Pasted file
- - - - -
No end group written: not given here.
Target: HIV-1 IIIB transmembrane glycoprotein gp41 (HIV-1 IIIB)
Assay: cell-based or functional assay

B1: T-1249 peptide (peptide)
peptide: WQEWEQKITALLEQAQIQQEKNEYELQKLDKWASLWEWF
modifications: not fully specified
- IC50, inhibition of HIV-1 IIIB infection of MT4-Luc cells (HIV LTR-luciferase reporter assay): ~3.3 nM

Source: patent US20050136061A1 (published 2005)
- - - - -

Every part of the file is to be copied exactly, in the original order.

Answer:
No end group written: not given here.
Target: HIV-1 IIIB transmembrane glycoprotein gp41 (HIV-1 IIIB)
Assay: cell-based or functional assay

B1: T-1249 peptide (peptide)
peptide: WQEWEQKITALLEQAQIQQEKNEYELQKLDKWASLWEWF
modifications: not fully specified
- IC50, inhibition of HIV-1 IIIB infection of MT4-Luc cells (HIV LTR-luciferase reporter assay): ~3.3 nM

Source: patent US20050136061A1 (published 2005)